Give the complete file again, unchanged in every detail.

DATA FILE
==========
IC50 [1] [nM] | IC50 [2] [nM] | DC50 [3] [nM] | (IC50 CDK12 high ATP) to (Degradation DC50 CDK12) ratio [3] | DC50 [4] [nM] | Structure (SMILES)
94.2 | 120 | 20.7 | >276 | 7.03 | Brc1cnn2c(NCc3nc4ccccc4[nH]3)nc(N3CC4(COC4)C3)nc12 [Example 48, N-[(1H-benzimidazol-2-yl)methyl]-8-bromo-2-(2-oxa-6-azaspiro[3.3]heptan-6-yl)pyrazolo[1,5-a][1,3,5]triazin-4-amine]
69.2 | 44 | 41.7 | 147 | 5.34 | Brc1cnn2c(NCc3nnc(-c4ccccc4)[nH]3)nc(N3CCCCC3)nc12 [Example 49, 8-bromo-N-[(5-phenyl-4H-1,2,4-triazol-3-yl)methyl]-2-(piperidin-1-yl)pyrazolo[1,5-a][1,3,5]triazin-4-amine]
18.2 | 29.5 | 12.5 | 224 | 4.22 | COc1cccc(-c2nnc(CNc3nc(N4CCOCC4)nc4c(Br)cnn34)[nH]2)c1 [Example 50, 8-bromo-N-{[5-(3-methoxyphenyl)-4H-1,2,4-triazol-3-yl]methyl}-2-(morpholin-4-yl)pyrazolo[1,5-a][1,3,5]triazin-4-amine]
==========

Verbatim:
IC50 [1] [nM] | IC50 [2] [nM] | DC50 [3] [nM] | (IC50 CDK12 high ATP) to (Degradation DC50 CDK12) ratio [3] | DC50 [4] [nM] | Structure (SMILES)
94.2 | 120 | 20.7 | >276 | 7.03 | Brc1cnn2c(NCc3nc4ccccc4[nH]3)nc(N3CC4(COC4)C3)nc12 [Example 48, N-[(1H-benzimidazol-2-yl)methyl]-8-bromo-2-(2-oxa-6-azaspiro[3.3]heptan-6-yl)pyrazolo[1,5-a][1,3,5]triazin-4-amine]
69.2 | 44 | 41.7 | 147 | 5.34 | Brc1cnn2c(NCc3nnc(-c4ccccc4)[nH]3)nc(N3CCCCC3)nc12 [Example 49, 8-bromo-N-[(5-phenyl-4H-1,2,4-triazol-3-yl)methyl]-2-(piperidin-1-yl)pyrazolo[1,5-a][1,3,5]triazin-4-amine]
18.2 | 29.5 | 12.5 | 224 | 4.22 | COc1cccc(-c2nnc(CNc3nc(N4CCOCC4)nc4c(Br)cnn34)[nH]2)c1 [Example 50, 8-bromo-N-{[5-(3-methoxyphenyl)-4H-1,2,4-triazol-3-yl]methyl}-2-(morpholin-4-yl)pyrazolo[1,5-a][1,3,5]triazin-4-amine]